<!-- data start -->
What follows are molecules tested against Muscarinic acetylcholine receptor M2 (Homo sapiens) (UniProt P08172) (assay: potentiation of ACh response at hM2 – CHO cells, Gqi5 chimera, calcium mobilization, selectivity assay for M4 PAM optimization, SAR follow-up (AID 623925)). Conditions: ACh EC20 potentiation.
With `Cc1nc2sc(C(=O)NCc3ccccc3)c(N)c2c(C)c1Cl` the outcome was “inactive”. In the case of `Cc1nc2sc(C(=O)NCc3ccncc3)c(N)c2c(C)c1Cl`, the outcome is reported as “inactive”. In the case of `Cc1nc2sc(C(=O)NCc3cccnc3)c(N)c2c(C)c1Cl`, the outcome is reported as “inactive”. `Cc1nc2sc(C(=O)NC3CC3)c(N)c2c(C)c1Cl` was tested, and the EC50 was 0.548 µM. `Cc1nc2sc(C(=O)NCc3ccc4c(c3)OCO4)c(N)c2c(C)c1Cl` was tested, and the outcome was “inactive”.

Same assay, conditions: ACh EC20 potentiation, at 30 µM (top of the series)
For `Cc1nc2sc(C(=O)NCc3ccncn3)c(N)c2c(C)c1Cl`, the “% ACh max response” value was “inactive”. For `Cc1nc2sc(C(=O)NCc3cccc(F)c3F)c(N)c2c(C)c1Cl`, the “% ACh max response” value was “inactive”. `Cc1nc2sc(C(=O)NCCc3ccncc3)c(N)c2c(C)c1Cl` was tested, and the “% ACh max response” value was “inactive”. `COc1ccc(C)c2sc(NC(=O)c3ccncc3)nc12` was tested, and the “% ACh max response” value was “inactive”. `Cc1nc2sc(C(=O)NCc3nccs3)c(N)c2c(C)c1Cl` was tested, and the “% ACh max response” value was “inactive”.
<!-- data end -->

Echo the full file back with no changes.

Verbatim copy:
What follows are molecules tested against Muscarinic acetylcholine receptor M2 (Homo sapiens) (UniProt P08172) (assay: potentiation of ACh response at hM2 – CHO cells, Gqi5 chimera, calcium mobilization, selectivity assay for M4 PAM optimization, SAR follow-up (AID 623925)). Conditions: ACh EC20 potentiation.
With `Cc1nc2sc(C(=O)NCc3ccccc3)c(N)c2c(C)c1Cl` the outcome was “inactive”. In the case of `Cc1nc2sc(C(=O)NCc3ccncc3)c(N)c2c(C)c1Cl`, the outcome is reported as “inactive”. In the case of `Cc1nc2sc(C(=O)NCc3cccnc3)c(N)c2c(C)c1Cl`, the outcome is reported as “inactive”. `Cc1nc2sc(C(=O)NC3CC3)c(N)c2c(C)c1Cl` was tested, and the EC50 was 0.548 µM. `Cc1nc2sc(C(=O)NCc3ccc4c(c3)OCO4)c(N)c2c(C)c1Cl` was tested, and the outcome was “inactive”.

Same assay, conditions: ACh EC20 potentiation, at 30 µM (top of the series)
For `Cc1nc2sc(C(=O)NCc3ccncn3)c(N)c2c(C)c1Cl`, the “% ACh max response” value was “inactive”. For `Cc1nc2sc(C(=O)NCc3cccc(F)c3F)c(N)c2c(C)c1Cl`, the “% ACh max response” value was “inactive”. `Cc1nc2sc(C(=O)NCCc3ccncc3)c(N)c2c(C)c1Cl` was tested, and the “% ACh max response” value was “inactive”. `COc1ccc(C)c2sc(NC(=O)c3ccncc3)nc12` was tested, and the “% ACh max response” value was “inactive”. `Cc1nc2sc(C(=O)NCc3nccs3)c(N)c2c(C)c1Cl` was tested, and the “% ACh max response” value was “inactive”.